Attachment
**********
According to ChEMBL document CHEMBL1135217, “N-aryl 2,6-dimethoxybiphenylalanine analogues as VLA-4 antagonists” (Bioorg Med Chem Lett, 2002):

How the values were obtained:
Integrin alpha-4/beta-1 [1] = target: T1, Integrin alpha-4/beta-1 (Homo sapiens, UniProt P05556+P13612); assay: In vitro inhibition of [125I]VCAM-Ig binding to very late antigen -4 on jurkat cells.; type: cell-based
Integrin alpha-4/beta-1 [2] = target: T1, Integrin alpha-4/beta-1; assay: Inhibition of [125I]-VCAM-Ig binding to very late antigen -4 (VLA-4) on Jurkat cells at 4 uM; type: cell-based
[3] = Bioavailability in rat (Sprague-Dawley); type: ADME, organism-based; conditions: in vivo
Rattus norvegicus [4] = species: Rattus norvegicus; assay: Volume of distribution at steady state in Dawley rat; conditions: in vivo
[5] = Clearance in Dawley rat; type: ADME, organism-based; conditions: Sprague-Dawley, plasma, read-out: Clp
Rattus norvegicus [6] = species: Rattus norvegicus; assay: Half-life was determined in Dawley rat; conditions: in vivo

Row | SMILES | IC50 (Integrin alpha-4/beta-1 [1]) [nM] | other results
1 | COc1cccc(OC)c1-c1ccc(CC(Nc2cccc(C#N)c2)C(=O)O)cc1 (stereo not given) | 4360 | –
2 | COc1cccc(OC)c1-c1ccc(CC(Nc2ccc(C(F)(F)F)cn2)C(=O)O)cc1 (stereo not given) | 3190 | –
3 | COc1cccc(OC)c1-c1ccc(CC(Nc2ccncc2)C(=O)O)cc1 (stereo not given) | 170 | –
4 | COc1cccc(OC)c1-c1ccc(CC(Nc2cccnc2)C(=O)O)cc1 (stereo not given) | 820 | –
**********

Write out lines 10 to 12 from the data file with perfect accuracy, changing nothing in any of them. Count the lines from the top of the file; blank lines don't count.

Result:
1 | COc1cccc(OC)c1-c1ccc(CC(Nc2cccc(C#N)c2)C(=O)O)cc1 (stereo not given) | 4360 | –
2 | COc1cccc(OC)c1-c1ccc(CC(Nc2ccc(C(F)(F)F)cn2)C(=O)O)cc1 (stereo not given) | 3190 | –
3 | COc1cccc(OC)c1-c1ccc(CC(Nc2ccncc2)C(=O)O)cc1 (stereo not given) | 170 | –